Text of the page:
Film & TV Muse TV

Watch of the Week: Selling Sunset

Jenna Luxon brings us this week's choice of MUSE's Watch of the Week with the entertaining reality show Selling Sunset

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Image Credit: Netflix

When Keeping Up with the Kardashians stopped to take its mid-season break back in May, I found myself looking for something to fill the reality TV shaped hole that had appeared in my life.
Selling Sunset first came to Netflix in 2019, but its popularity has boomed over the past few months with the latest season being released just last week. Set in the Hollywood Hills, Selling Sunset follows the team at luxury real estate brokerage The Oppenheim Group.

As well as showcasing the properties each member of the team is working on, giving walk-through tours of multi-million-dollar homes designed exclusively for those with more money than they know what to do with, the show also follows the personal lives of the staff and their many disagreements.
Finding something deep or profound to draw out of Selling Sunset is about as likely as Davina managing to sell that eighty-million-dollar listing. Yet despite the show having little to brag about in terms of meaningful or educational content, it has been hugely successful.

The Oppenheim Group is run by twin brothers Jason and Brett Oppenheim, both as smarmy and patronising as the other, who have a team of eleven agents working for them at the brokerage. Just seven agents regularly appear on the show however, who when they are not viewing prospective listings, spend most of their time in the office with the twins stabbing each other in the back.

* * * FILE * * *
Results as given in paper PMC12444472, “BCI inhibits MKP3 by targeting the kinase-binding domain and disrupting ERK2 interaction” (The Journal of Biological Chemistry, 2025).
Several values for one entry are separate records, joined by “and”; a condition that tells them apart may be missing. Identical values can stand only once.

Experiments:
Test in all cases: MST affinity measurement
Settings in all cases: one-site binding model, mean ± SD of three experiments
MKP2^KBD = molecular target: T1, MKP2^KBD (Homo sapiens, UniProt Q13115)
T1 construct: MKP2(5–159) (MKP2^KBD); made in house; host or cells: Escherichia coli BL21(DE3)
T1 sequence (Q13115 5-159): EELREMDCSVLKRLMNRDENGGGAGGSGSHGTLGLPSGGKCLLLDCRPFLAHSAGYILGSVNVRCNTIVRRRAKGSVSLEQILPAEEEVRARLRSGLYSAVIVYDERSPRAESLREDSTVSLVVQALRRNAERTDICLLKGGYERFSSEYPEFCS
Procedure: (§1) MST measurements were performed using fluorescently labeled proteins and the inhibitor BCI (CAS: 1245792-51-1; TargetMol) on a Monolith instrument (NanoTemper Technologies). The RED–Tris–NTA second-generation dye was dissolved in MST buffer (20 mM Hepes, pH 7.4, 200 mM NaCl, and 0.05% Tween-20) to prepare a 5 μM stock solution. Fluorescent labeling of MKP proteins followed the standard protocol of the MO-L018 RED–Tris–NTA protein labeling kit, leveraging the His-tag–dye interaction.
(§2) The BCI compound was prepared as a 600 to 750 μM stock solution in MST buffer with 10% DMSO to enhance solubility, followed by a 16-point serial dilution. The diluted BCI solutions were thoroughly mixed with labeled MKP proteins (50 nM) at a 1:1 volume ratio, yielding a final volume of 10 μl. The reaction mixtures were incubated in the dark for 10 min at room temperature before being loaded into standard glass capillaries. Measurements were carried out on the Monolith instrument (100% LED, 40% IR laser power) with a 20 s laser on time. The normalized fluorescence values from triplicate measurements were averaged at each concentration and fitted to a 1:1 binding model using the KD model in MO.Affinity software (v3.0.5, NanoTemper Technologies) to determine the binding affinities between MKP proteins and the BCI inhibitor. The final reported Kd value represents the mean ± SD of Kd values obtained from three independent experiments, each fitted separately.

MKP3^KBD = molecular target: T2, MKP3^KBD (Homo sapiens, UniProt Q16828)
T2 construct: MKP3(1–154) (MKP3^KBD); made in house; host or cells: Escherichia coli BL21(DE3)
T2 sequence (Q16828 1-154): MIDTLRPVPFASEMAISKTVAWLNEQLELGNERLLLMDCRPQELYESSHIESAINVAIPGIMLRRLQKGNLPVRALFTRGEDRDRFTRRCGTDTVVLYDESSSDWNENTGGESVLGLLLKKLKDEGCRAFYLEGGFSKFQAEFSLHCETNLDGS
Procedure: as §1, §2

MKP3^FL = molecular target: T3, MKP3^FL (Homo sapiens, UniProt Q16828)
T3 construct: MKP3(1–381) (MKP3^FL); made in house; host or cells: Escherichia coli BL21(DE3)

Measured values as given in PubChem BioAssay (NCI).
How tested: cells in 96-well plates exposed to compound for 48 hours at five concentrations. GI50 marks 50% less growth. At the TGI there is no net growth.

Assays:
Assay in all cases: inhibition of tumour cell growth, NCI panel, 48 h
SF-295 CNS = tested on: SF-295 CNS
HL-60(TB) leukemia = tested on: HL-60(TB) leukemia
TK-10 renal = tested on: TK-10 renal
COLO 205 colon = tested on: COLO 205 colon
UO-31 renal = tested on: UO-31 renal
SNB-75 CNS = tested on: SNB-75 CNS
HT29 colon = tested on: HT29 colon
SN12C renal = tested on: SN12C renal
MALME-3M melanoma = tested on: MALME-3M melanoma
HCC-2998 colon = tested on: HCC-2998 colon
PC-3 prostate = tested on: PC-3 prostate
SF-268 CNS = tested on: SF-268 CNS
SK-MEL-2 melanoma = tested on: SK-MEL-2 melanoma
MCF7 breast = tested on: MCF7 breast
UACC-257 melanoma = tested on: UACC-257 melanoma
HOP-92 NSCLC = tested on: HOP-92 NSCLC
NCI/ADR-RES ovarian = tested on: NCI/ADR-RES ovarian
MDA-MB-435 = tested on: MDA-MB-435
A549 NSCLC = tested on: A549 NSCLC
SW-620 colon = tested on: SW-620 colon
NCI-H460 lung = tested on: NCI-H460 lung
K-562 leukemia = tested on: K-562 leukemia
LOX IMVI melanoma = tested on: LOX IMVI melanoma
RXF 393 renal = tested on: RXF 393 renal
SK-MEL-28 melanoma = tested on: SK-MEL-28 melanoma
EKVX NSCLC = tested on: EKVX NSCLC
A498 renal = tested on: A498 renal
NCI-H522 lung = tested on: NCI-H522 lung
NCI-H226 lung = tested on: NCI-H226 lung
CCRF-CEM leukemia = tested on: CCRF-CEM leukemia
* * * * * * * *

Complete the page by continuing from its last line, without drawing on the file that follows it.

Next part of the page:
The cliques within the office change with such regularity that it can be hard to keep up with who is supporting whom at any given time. But most episodes will end with drinks or a party to offer the staff an opportunity to scream at each other, storm out of the room, and in doing so make their allegiances clear.

Almost exclusively referring to their female employees as ‘babe’ or ‘honey’, Brett and Jason are just the tip of the sexist ice berg that is luxury Hollywood real estate. In the very first episode of the show, agent Maya is seen having to downplay the inappropriate advances being made on her by a client that persists even once she has repeatedly told him she is not interested and eventually results in her going for a drink with him anyway.

What Selling Sunset does, beyond its function as each-to-watch reality TV, is give an insight into what appears to be the inherent sexism in the real estate market in Hollywood that sees the female employees being repeatedly patronised and sexualised by their employers and clients alike.
But what is also interesting, is the discussion this show can provoke about wealth. Watching Selling Sunset leaves you with a knot in your stomach similar to that of watching footage documenting abject poverty.

It seems there is something upsetting about viewing such extreme inequality regardless of which end of the spectrum you are looking at. The houses in this programme are not for millionaires but billionaires and the discussion of such huge sums of money can be hard to comprehend.
And yet those working in the office, despite living in luxury homes by anyone else’s standards themselves, often discuss their aspirations to live in houses like the ones they are selling. They are working in an industry where they are making a living from providing a service, they themselves could never afford. Something the agents often remark on in their interview style cut aways throughout each episode.

Ultimately Selling Sunset is light entertainment, with pretty houses and petty arguments. If you’ve ever watched Real Housewives or Made In Chelsea, you will probably like this. On the surface it is fun to watch, and make no mistake when season four is released I will almost certainly watch it; however, it is important to also be aware of its glaring issues too.

Selling Sunset should come with a content warning at the beginning that says if your work environment in any way resembles this one please contact HR immediately. It should also warn viewers that if they find themselves aspiring to own any of the properties featured they should stop watching immediately and go for a long walk.

Reality TV is fun and Selling Sunset makes for good low-commitment watching, that I’d recommend if you need to relax and switch-off for a while. However, it definitely goes down best alongside a healthy dose of scepticism.



Season three of Selling Sunset is now available to watch on Netflix.

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